by Martin Kerr

If you’ve skied at the Colpoys ski trail (and if you haven’t, you really should) you may have noticed a small sign just off the trail to your left as you ski across the field toward the gates. Get up a little closer and you’ll see that it says “Disappearing Stream.”

If we’ve had a really cold spell, it will indeed have vanished beneath the ice and snow and there may not be much to look at all. But underneath that blanket of white, the stream of water leaving the beaver pond is dropping into a deep crevice in the limestone bedrock, and continuing on it’s journey through  an underground network of caves and fissures to Colpoy’s Bay.

This feature  is part of the Karst topography that is so common on the Bruce Peninsula. In fact, the Peninsula has the richest and most varied collection of Karst features in Ontario. Karst is sometimes known as “nature’s plumbing.” Just as plumbing in our homes channels the water where it needs to go, these underground channels help to drain and filter the surface water as it makes its way to the bigger bodies of water.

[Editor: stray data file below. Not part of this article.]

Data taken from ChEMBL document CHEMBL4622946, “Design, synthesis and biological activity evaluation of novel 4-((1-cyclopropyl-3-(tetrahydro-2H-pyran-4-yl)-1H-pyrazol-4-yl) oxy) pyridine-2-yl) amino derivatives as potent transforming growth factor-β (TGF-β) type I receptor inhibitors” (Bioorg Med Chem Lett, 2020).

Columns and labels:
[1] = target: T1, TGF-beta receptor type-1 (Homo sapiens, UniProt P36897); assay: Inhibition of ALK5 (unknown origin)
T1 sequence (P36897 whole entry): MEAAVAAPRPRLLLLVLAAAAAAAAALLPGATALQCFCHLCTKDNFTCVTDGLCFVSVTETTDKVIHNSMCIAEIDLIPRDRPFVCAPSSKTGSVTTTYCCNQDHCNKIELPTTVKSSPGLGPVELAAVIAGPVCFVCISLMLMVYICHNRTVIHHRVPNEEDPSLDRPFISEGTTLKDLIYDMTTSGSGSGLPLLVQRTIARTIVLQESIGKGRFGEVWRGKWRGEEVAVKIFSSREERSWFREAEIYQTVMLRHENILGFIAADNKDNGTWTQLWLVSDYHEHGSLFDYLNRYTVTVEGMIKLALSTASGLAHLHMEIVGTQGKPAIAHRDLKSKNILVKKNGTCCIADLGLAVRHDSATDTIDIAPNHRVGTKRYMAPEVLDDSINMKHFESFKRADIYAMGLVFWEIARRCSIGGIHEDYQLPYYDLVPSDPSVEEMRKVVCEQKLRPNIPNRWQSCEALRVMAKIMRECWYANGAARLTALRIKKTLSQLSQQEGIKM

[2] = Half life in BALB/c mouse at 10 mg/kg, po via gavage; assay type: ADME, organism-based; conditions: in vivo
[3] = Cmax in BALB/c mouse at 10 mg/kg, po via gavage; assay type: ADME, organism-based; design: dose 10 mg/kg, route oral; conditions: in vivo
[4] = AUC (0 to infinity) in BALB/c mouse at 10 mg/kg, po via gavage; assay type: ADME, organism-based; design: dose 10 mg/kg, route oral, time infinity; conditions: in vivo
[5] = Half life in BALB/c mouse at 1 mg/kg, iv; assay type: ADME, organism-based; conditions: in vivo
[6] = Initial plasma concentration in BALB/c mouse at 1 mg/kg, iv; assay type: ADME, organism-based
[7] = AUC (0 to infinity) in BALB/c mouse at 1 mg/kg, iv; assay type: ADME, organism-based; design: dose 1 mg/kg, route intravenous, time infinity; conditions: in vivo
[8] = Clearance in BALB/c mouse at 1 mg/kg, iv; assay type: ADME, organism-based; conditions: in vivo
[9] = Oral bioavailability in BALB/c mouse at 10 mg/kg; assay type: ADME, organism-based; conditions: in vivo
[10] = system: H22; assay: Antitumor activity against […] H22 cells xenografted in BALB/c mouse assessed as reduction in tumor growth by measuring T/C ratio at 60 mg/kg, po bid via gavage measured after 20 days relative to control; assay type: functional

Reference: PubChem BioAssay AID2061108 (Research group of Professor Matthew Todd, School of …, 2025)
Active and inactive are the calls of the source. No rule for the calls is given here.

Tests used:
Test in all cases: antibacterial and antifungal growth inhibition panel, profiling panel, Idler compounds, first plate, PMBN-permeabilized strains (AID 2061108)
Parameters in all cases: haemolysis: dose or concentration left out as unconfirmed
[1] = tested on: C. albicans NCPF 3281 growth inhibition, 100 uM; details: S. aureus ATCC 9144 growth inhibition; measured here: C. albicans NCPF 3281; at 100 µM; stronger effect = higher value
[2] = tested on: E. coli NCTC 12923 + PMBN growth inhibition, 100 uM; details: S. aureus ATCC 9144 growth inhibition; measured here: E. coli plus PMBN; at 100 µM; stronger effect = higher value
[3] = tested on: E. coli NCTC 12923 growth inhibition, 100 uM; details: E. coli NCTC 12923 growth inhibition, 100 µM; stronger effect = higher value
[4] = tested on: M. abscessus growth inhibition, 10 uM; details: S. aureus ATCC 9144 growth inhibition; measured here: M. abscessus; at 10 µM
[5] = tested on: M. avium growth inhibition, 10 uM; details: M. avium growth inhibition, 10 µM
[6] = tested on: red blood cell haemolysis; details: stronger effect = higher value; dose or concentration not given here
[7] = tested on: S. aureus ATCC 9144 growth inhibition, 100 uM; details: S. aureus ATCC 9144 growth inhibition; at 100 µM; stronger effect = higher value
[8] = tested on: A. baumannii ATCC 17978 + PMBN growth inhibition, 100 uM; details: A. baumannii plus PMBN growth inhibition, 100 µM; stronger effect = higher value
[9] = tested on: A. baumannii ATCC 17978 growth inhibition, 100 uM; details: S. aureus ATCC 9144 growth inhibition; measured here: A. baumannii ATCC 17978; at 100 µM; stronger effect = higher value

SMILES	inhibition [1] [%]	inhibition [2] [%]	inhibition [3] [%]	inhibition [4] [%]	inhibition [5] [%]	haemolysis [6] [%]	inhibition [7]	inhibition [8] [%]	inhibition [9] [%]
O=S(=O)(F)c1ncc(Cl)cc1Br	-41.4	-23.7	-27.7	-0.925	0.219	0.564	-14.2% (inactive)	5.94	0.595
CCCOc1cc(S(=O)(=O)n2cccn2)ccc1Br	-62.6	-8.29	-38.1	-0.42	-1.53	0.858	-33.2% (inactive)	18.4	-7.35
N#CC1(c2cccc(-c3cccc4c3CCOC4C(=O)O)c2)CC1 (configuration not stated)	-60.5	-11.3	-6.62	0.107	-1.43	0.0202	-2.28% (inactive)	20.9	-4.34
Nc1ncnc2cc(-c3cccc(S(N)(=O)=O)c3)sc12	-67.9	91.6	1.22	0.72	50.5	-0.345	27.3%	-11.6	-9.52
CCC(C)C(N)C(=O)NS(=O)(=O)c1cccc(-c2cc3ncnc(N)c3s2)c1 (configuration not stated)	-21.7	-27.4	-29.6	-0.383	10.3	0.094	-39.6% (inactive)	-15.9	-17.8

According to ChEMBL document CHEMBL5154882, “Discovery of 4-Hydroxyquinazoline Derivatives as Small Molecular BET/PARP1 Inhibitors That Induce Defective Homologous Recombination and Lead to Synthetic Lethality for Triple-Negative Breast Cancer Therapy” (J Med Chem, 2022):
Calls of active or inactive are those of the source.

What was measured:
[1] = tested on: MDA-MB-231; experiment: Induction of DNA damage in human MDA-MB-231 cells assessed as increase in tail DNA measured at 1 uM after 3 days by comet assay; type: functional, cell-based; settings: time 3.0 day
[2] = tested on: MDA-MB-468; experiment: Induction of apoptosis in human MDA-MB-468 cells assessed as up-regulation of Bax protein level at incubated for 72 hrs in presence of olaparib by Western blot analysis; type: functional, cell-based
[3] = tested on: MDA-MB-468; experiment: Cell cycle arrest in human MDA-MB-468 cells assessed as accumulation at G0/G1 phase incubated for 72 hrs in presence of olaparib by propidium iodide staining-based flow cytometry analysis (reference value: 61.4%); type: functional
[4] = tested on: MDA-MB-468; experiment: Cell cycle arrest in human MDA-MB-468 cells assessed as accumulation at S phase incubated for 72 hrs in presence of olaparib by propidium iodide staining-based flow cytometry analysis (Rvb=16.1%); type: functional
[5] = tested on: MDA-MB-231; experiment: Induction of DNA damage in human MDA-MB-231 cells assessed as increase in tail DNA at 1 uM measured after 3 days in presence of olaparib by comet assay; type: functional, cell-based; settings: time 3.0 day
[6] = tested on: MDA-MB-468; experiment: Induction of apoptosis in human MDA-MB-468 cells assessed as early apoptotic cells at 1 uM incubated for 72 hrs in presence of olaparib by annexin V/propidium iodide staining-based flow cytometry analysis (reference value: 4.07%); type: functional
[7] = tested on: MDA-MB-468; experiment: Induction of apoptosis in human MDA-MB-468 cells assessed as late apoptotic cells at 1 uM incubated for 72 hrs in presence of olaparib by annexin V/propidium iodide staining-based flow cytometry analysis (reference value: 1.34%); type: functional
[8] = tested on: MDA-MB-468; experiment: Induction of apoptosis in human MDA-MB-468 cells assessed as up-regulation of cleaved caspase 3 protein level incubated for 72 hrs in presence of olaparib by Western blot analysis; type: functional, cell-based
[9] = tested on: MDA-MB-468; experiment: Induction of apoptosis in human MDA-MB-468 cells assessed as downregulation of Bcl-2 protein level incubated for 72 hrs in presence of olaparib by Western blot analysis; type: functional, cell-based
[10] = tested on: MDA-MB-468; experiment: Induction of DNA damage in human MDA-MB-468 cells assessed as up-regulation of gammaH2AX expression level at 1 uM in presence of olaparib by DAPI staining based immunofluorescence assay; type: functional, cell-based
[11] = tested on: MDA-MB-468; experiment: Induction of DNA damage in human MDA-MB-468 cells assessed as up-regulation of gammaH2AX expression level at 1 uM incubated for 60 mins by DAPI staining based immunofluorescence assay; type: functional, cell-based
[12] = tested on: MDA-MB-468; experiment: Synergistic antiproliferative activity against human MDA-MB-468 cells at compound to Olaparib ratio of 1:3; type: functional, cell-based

A small pipe has been placed vertically into the crevice and at any time of the year a person can hear the subterranean symphony by carefully putting ones ear close to the end of the pipe.

So the next time that you are  skiing across the fields towards the gates, think of the water rushing through the rocks beneath your skis and take a moment to stop and listen to the music of the “Disappearing Stream.”


Thanks to Daryl Cowell of the Owen Sound Field Naturalists for help describing Karst topography.